Chitin is a key structural component in the exoskeleton of arthropods (insects, mites, and crustaceans), the eggs and gut linings of nematodes, and the cell walls of fungi. It is the second most abundant polysaccharide (sugar) on earth and is completely water insoluble. Plants and soil microbes respond to chitin in several unique ways that can be utilized to improve soil and plant health including improved agronomic and horticultural production.
Due to its insolubility in water, nature relies upon the production of enzymes (chitinases) by soil microbes to degrade chitin in the soil. Many of those chitinolytic microbes are also associated with biological control of plant pathogens and nematodes and plant growth promotion including most Bacillus, Pseudomonas, Trichoderma, and Streptomyces species. When used within an integrated systems-based approach, chitin-based amendments provide a food source for beneficial microbes, altering soil microbial community composition in favor of those associated with improved plant growth, disease and pest suppression.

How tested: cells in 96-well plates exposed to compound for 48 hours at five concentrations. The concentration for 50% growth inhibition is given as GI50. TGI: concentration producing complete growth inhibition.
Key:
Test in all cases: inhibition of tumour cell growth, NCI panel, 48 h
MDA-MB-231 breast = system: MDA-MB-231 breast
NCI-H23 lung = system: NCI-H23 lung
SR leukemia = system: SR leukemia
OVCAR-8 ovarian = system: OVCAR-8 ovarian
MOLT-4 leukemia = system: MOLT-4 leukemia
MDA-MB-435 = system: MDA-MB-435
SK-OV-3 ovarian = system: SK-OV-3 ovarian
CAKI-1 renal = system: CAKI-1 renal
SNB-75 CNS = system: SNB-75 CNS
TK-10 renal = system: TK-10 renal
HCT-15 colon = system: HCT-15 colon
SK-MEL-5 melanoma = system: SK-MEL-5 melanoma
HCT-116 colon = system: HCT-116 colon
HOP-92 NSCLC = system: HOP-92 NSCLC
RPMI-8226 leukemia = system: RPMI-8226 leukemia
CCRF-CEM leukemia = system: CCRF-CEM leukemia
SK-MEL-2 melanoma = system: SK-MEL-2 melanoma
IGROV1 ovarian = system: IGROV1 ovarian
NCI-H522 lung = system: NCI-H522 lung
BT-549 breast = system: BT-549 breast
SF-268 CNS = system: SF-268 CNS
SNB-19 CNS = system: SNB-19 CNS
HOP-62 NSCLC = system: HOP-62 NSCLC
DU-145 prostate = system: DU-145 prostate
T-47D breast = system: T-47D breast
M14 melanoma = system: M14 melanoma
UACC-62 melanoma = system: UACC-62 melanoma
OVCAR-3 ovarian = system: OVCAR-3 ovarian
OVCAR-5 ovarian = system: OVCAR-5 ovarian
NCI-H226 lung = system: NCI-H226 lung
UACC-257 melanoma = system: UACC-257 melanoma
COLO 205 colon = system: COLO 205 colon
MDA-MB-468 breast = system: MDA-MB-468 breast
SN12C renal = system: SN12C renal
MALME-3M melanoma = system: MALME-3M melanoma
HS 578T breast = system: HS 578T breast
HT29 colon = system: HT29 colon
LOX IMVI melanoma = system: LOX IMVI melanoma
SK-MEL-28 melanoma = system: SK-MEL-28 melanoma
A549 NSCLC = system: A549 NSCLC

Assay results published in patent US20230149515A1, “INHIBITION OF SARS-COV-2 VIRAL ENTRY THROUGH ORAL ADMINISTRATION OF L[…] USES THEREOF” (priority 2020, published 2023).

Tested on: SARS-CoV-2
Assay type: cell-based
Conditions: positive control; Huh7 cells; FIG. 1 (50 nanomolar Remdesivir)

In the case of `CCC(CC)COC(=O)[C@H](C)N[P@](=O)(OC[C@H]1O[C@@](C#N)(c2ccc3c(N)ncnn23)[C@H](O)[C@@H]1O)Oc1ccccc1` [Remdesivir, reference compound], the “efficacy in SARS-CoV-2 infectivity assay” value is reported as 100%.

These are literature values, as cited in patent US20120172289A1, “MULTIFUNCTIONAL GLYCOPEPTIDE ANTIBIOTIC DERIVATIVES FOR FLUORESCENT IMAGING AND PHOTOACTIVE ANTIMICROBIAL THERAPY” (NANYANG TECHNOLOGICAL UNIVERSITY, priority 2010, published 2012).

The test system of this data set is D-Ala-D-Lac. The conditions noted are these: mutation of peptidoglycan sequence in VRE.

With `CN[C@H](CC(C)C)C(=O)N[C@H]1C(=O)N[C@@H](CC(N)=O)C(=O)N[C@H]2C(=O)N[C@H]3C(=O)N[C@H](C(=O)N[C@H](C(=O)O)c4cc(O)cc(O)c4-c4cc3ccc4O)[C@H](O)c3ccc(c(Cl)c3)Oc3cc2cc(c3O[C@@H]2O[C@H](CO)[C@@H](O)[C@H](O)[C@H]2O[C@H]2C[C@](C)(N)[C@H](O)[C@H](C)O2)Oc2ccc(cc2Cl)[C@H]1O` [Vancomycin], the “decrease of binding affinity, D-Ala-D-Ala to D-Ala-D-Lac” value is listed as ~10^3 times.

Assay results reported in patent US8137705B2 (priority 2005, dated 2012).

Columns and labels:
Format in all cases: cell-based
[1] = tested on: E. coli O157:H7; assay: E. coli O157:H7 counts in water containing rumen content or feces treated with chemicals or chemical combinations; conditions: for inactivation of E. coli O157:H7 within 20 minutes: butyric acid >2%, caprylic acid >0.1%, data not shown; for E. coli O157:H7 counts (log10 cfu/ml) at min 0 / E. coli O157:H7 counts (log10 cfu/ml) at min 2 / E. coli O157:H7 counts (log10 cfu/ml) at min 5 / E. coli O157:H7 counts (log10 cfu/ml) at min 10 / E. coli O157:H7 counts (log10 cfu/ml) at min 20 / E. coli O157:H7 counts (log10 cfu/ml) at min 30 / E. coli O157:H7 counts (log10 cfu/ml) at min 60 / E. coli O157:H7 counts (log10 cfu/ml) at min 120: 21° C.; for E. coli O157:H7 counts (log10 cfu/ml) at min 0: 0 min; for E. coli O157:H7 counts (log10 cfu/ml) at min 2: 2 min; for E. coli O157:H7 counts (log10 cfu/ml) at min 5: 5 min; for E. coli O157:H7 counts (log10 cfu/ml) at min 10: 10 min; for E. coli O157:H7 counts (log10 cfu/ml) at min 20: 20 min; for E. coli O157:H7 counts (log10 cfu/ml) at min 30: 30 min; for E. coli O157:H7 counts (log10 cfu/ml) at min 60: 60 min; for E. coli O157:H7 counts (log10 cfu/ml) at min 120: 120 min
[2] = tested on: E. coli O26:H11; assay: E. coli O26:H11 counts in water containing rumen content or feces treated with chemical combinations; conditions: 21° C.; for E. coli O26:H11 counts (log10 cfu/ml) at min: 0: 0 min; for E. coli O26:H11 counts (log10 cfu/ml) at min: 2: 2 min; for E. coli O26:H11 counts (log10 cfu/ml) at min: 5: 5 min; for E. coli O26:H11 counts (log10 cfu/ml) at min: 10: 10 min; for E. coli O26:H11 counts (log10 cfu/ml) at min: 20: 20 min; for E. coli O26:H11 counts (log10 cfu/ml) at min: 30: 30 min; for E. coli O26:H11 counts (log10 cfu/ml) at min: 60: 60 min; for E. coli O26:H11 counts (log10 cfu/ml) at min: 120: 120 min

Chitin also contributes to the stimulation of adventitious root growth and systemic acquired resistance to plant pathogens by providing a metabolic food source for plant growth promoting rhizobacteria in the soil and facilitating the promotion of genes in plants responsible for systemic acquired resistance.
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